Keith Halliday is a Yukon history buff.
“In the modern world things are changing so fast, it’s important and interesting to know where you’re from,” says the fourth-generation Yukoner while sitting a downtown café.In a city as young as Whitehorse, Halliday sees signs of the past wherever he looks.
The downtown cafe is the former site of his family’s shop, the Taylor and Drury building, where they sold food and supplies for decades.
Across the street sits the MacBride Museum, whose artifacts — from train engine to telegraph building — Halliday knows well.
Over the past few years, he’s used his passion for the past to write his own version of Yukon history.
Halliday takes historical events and famous figures and adds a little spice to make the stories palatable to young readers.
And he’s has partnered with the museum to bring those stories to kids in the Yukon and around the world.
His latest novel, Yukon Secret Agents: A Boy’s Adventures during the Alaska Border Dispute, is the second in a four-book MacBride Museum Yukon Kids Series.
Halliday calls it a “ripping yarn,” and that’s no lie.
The plot unfolds a bit like an episode of 24 set at the turn of the century.
The historical facts are accurate, but some of the characters and their adventures are Halliday’s creations.
The story begins with an explosion and ends with a spirited battle on a moving train carrying coffins.
In the middle there are coded telegrams, robberies and many narrow escapes from the clutches of evil.
As government officials bicker in Washington and London over the border dispute, the book’s young heroes discover a malicious plot unraveling in the Yukon.
An evil mining promoter is trying to create an international crisis between Canada and the US to help his mine, which sits on the border of the two countries.
The kids must thwart him to avoid a “dustup that would have made the War of 1812 look like Sunday school bickering,” according to one character in the novel, President Theodore Roosevelt.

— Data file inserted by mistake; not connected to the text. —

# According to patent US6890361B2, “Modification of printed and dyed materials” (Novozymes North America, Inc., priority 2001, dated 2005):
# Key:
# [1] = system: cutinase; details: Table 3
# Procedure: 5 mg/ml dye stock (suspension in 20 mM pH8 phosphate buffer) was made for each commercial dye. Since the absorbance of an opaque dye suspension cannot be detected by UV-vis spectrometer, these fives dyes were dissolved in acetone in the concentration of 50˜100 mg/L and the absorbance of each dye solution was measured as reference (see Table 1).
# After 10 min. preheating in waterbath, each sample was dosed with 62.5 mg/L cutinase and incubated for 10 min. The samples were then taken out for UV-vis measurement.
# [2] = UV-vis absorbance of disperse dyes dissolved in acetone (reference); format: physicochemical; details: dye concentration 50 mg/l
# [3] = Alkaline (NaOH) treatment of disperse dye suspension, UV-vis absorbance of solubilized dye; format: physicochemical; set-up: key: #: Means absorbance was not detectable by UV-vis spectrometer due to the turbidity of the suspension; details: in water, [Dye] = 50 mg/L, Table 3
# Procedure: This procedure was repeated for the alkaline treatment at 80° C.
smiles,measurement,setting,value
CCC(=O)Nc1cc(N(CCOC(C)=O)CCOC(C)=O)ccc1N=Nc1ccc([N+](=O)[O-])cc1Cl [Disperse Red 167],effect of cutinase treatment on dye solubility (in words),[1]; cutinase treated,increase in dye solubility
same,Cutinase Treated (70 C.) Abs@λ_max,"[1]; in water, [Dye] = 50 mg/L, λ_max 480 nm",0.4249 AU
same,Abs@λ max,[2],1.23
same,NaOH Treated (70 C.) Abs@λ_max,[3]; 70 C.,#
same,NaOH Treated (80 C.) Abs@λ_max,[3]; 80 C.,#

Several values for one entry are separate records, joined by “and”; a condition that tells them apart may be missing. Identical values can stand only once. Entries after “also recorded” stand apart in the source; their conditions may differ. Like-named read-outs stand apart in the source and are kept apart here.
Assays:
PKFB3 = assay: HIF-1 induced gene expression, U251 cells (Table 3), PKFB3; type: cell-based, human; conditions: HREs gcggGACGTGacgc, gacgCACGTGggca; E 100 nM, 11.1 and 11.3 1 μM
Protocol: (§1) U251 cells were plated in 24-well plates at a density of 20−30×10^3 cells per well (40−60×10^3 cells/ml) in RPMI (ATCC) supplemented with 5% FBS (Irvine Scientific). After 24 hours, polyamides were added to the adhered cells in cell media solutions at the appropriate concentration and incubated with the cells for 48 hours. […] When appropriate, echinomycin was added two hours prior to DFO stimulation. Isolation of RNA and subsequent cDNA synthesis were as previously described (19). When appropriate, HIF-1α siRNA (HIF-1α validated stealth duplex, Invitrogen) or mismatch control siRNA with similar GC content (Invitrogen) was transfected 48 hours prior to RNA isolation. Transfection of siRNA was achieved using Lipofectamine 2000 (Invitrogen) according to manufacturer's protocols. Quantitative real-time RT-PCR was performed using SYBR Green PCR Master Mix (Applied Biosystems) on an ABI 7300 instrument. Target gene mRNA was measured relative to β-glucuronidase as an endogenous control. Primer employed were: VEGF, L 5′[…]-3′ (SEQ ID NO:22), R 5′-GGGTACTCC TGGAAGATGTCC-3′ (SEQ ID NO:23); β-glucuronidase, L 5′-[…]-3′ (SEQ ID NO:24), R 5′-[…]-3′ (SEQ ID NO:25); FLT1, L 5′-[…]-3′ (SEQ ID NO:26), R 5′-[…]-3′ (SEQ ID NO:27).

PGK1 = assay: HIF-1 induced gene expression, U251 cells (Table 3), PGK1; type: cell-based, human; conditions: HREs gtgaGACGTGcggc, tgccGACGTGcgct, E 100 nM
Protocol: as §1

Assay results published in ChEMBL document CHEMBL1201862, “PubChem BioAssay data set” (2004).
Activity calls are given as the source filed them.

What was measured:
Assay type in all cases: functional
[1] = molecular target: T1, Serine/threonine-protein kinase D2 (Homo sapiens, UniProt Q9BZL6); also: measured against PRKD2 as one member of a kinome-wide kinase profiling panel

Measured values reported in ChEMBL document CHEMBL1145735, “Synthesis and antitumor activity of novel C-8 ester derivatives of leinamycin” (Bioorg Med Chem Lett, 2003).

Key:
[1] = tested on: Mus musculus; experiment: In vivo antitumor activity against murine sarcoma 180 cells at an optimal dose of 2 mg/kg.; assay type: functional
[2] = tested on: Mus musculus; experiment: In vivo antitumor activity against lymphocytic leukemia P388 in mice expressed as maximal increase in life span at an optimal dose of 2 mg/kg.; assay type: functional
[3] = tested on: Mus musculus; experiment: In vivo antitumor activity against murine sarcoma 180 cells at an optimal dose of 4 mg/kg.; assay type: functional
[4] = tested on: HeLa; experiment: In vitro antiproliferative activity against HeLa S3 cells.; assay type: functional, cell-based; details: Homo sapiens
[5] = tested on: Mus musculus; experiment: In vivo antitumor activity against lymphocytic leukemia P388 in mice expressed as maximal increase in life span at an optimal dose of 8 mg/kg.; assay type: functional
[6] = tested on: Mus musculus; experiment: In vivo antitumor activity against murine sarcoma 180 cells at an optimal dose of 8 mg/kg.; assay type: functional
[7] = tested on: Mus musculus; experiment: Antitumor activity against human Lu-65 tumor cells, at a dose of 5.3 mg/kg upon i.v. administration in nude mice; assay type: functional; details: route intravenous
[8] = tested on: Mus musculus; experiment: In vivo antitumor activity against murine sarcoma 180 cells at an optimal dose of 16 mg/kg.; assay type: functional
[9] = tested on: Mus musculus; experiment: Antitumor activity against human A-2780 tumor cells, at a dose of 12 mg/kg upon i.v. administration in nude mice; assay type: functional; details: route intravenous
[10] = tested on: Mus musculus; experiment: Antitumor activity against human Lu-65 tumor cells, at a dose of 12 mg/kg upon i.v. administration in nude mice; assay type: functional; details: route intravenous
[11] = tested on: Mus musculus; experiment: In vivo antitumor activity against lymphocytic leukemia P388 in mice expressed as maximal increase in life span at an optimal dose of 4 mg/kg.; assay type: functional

As a former diplomat, Halliday was immediately drawn to the intricate treaties and political wrangling that came with the border dispute.
But those issues had to be dramatically simplified to make the story a great read for a 10-year-old.
“We had to capture the true facts in a crisp and interesting way that kids would enjoy reading,” says Halliday.
“They love to see a world where kids can do things, but it’s not sugar-coated.
“There’s danger in this book and it’s not preordained that the kids will outsmart the bad guy because he’s a pretty clever fellow.”
Aurore of the Yukon, the first book in the series, was released in 2006.
Now it’s being used as a teaching aid in local schools, and a Grade 5 class at a school in Northern Ontario has picked up the book to learn about Yukon history.
As with the first book, Halliday employed three of his children — 11-year-old Kieran, nine-year-old Aline and seven-year-old Pascale — as editors and illustrators for Yukon Secret Agents.
The trio is also responsible for the book’s overall theme, which came from a long conversation during an afternoon walk.
Everybody knows Yukon’s most famous story about the Klondike Gold Rush, but what about the lesser known events, says Halliday.
“There were a lot of other interesting incidents that happened that have a big impact on how we live today.
“In one version of history Alaska could have been inside the Yukon.
“In another, the Yukon and BC could have been a lot smaller, or, even worse, Roosevelt threatened war over the dispute and we could easily have had military campaigns in the Yukon between Canada and the US, which would have been a disaster no matter who won.”
Halliday plans to release two more books in the series over the next two years and he already has ideas brewing for their plotlines — one involving a haunted house, the other about the Dawson City Nuggets 1905 trip to Ottawa to vie for the Stanley Cup.
Halliday, and others who worked on Yukon Secret Agents, will officially launch the book at the MacBride Museum on June 6 at 5 p.m.
There will be a reading from the book, a talk about the Alaska/Canada border dispute and a tour of MacBride’s new exhibit that documents Whitehorse history in the first half of the 1900s — currently a work in progress.
Yukon Secret Agents is published by iUniverse Inc., and available at Mac’s Fireweed Books, the MacBride Museum and all over the world through Amazon.com.
MacBride will also host a Yukon Secret Agent camp this summer from June 25 to 28, and July 9 to 12.
The Aurore of the Yukon Camp, where kids get to re-enact the shooting of Soapy Smith, will run again this summer from July 23 to 26.